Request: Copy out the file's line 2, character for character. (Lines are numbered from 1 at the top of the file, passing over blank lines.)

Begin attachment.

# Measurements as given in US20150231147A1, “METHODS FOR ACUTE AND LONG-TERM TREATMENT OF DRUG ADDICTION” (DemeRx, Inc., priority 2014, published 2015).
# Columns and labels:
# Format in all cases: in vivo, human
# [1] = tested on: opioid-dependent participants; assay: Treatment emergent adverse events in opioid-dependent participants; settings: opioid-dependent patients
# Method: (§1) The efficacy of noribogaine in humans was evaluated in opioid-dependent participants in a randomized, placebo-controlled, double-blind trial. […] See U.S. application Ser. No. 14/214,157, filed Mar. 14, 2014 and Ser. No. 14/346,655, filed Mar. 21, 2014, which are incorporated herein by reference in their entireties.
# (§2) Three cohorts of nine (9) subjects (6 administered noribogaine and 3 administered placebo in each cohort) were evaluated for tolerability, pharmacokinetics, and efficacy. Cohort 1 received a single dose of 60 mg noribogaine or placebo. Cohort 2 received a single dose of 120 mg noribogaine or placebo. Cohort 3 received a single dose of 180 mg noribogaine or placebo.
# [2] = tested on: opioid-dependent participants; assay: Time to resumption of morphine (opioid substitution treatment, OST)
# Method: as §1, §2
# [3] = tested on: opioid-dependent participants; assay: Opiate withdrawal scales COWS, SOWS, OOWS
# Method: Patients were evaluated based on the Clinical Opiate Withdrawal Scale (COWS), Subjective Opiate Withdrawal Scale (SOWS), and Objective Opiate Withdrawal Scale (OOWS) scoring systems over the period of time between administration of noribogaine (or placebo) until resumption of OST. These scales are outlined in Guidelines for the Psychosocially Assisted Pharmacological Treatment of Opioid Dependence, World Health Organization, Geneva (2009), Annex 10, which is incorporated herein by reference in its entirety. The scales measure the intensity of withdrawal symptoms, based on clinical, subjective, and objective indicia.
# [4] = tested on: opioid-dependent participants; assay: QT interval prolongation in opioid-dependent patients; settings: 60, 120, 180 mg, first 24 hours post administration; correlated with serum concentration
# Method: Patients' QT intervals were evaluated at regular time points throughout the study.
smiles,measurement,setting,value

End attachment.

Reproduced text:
# Columns and labels: